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How Brillion Schools factor into increased property taxes

Jan. 16, 2020

By David Nordby

The Brillion News

BRILLION – Brillion property taxpayers are seeing an increase on their bills this year.

That is in part due to a $432,387 increase in the 2019-2020 school levy from the Brillion School District.

“School property taxes across the state are going up by the most they’ve gone up in a long time,” Brillion Superintendent Dominick Madison said.

The school property tax levy had previously gone down each of the last five years, Madison said.

“It’s always kind of a balance of where it’s going to go up, so state spending goes up, local property taxes goes down, state spending goes down, local property taxes go up,” Madison said.

What the school levied went up by $432,387, a 12.53 percent increase, bringing the school’s 2019-2020 levy to $3,884,172.

“The state kind of tells us what we can do there and that’s what we did. Then the state apportions this dollar amount out to the different municipalities and then between them and the county, they apportion it out to all the property owners within their municipality,” Madison said.

That’s a key factor to why people see different amounts on their tax bill.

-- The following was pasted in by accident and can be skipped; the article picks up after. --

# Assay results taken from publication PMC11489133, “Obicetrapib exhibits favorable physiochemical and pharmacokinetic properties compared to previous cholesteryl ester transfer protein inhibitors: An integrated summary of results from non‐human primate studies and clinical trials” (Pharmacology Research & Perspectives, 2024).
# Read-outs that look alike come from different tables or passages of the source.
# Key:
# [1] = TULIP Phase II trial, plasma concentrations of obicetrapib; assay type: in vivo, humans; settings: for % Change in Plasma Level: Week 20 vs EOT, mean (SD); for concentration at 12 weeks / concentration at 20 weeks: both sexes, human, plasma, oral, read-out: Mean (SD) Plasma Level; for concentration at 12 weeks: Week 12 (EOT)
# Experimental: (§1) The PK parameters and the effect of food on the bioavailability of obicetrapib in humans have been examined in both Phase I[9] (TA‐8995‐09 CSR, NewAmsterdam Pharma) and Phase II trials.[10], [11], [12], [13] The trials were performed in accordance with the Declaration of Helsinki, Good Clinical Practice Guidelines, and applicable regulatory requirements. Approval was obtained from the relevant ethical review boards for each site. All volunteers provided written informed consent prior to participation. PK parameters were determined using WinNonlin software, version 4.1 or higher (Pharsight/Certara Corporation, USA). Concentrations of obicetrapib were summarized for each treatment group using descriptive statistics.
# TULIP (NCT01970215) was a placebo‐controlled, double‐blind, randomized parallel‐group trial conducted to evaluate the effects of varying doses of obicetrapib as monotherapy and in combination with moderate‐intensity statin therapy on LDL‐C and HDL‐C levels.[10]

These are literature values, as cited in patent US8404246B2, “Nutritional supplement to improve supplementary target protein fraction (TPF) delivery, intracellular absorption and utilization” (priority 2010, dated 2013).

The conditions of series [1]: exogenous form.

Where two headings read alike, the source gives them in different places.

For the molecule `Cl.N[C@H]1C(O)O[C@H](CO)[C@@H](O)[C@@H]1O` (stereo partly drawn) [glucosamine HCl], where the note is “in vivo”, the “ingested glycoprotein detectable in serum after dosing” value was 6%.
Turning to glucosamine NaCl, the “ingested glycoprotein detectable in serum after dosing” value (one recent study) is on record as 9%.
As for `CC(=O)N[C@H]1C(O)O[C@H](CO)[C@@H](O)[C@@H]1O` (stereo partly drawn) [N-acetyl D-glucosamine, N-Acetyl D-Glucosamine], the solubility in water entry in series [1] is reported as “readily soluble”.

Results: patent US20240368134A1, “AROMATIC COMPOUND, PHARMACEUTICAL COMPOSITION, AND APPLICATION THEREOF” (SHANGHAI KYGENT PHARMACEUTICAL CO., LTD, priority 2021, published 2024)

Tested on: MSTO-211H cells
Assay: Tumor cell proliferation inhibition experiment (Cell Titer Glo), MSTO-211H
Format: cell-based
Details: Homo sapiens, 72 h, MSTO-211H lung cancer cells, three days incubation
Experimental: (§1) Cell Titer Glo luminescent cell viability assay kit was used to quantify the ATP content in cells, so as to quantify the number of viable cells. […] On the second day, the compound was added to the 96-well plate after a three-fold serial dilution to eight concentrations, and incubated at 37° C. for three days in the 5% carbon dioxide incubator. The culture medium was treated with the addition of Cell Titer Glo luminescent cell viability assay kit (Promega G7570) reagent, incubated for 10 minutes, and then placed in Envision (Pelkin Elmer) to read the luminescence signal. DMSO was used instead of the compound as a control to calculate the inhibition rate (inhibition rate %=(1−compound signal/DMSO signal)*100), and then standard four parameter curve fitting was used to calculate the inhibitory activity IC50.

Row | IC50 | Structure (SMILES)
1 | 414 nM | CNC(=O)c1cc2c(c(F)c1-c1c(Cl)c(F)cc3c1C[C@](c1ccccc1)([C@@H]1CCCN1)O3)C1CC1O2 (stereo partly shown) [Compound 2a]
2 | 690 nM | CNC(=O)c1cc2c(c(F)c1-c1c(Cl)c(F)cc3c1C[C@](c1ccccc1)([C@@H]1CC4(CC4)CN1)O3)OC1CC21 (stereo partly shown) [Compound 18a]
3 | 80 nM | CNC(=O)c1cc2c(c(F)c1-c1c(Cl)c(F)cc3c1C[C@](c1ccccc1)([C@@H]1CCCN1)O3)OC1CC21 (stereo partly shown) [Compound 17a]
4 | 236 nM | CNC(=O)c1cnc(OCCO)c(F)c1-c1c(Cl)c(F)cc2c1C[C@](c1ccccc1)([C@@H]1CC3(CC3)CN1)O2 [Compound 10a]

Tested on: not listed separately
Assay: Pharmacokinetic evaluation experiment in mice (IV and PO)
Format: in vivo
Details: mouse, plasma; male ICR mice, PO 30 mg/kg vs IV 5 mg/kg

“(The number) gets divided out by other entities. It doesn’t get divided out by us, so some people were looking at a 20 percent increase in their school taxes. Some people were looking at a two percent. Every house has some different dynamics that are going to vary,” Madison said.

If the bill is different than the 12.53 percent that the school increased, that goes beyond the school district.

“If your levy is different than that, then that’s really a question for the local municipality,” Madison said. “We put it at 12.5 and then your municipality had to reassess your property values.”

Whether a person lives in a municipality with a TIF district impacts bills, too, he said.

“What you see levied on your property tax bill on behalf of the school district may be more, may be different because there are other things that the municipalities, mainly TIFs, can tack on,” Madison said. “I’m not in any way slamming TIFs … I’m just saying they do impact it.”

Madison said that everywhere there’s been a TIF, it has helped that municipality.

“But at the end of the day, someone still has to pay for it,” Madison said.

So, why did the Brillion school’s levy limit go up?

The $432,387 rise was due to a low revenue increase ($220,208), non-recurring exemptions ($160,133), state aids ($159,102) and community service ($500). A debt service decrease brought the total number down $107,556 leading to the $432,387 total.

Please see the complete article that details what went into each of those costs in the Jan. 16, 2020 edition of The Brillion News.



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